Amid a new cluster of COVID-19 cases in the Chinese city of Zhangjiajie, the willingness of local authorities, medical workers, and volunteers to readily assist is highlighting China's approach to tackling the virus.
Local authorities in Zhangjiajie, a popular tourist spot in central China's Hunan Province, are providing free accommodation and food for stranded tourists under quarantine at hotels.
Medical teams have been assembled to conduct nucleic acid tests at hotels, with volunteers on hand to ferry samples from visitors' rooms to mobile testing sites.
Volunteers are helping out by collecting and delivering nucleic acid test samples, late into the night.
The local government sent a psychological medical team to Zhangjiajie to provide mental health counseling to residents, tourists and medical staff.
The Chinese mainland reported six new locally transmitted COVID-19 cases on Monday, the National Health Commission said in its daily report on Tuesday.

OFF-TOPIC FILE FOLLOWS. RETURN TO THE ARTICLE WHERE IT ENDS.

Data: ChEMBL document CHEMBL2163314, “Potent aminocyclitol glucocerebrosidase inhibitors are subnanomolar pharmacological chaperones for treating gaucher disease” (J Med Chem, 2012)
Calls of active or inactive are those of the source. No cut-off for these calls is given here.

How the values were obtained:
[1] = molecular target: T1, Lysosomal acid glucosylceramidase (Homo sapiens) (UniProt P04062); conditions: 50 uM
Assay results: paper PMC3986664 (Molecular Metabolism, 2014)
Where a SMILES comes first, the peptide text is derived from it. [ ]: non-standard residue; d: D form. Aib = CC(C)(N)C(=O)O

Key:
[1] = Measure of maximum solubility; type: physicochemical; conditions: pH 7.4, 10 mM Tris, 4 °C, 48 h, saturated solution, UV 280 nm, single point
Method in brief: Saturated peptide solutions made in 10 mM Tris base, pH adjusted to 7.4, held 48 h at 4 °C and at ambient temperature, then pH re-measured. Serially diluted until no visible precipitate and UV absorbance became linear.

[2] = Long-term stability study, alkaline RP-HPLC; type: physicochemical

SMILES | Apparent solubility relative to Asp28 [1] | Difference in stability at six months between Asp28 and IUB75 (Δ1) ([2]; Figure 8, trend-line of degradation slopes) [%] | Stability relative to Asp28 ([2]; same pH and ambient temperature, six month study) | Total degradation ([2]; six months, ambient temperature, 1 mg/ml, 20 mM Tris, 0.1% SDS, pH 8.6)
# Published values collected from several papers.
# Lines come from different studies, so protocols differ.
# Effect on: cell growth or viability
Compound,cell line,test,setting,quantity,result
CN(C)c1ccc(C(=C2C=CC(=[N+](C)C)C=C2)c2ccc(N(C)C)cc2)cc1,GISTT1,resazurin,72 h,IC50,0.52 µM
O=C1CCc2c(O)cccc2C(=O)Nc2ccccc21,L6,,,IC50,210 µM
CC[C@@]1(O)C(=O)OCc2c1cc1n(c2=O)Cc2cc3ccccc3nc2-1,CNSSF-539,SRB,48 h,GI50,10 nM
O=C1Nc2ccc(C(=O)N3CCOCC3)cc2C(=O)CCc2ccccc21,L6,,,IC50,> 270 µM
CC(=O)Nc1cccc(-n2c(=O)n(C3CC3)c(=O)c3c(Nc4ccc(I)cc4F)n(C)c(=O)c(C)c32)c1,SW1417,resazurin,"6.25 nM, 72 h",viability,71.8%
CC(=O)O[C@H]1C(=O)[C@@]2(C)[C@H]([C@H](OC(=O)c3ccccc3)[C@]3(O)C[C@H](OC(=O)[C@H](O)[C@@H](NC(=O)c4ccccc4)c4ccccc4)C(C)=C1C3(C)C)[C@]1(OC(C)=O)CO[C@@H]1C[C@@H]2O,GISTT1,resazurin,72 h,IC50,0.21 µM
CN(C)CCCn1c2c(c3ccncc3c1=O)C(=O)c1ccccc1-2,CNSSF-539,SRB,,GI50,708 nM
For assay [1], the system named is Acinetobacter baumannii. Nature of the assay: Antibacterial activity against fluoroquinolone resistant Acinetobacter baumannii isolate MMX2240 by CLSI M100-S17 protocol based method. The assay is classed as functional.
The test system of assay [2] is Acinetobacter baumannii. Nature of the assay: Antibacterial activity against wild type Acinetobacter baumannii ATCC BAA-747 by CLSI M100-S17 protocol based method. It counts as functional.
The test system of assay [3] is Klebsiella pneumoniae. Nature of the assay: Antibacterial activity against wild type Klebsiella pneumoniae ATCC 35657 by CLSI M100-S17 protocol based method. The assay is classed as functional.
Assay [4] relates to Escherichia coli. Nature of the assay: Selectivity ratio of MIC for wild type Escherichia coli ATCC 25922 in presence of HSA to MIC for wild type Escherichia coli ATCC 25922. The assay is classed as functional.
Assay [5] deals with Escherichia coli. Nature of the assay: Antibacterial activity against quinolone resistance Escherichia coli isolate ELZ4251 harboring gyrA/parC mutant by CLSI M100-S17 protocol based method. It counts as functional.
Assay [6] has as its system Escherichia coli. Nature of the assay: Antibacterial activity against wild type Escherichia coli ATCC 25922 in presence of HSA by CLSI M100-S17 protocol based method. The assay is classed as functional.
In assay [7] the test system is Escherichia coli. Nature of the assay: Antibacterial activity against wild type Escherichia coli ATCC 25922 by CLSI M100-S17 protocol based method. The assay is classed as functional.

The recent COVID-19 resurgence first emerged in Nanjing, the provincial capital of Jiangsu, where several airport cleaners were found to be infected on July 20 during a routine test.
Chinese authorities have quickly clamped down on local flare-ups with measures like mass nucleic acid testing, targeted lockdowns, and travel restrictions, which has led to a distinct downward trend in new infections.
China has also implemented nationwide travel restrictions. All 31 provincial-level regions on the Chinese mainland have urged citizens not to travel to medium- and high-risk areas or leave the provinces where they live unless absolutely necessary.
But such strict measures have had only a limited impact on the lives of most Chinese people.
"China has always been seeking a balance and trying its best to control the epidemic locally to mitigate the impact on society and the economy, leaving extreme measures like city lockdowns as the last resort," said Yu Xin'an, vice president of the China Association of Regional Economy.
Produced by Xinhua Global Service